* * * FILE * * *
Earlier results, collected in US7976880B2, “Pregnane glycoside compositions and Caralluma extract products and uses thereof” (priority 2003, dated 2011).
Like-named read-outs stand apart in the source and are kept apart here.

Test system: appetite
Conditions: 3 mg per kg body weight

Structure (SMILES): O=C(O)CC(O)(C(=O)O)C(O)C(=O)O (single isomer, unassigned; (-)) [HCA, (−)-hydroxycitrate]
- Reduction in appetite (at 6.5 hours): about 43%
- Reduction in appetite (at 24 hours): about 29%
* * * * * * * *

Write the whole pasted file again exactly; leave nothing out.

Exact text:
Earlier results, collected in US7976880B2, “Pregnane glycoside compositions and Caralluma extract products and uses thereof” (priority 2003, dated 2011).
Like-named read-outs stand apart in the source and are kept apart here.

Test system: appetite
Conditions: 3 mg per kg body weight

Structure (SMILES): O=C(O)CC(O)(C(=O)O)C(O)C(=O)O (single isomer, unassigned; (-)) [HCA, (−)-hydroxycitrate]
- Reduction in appetite (at 6.5 hours): about 43%
- Reduction in appetite (at 24 hours): about 29%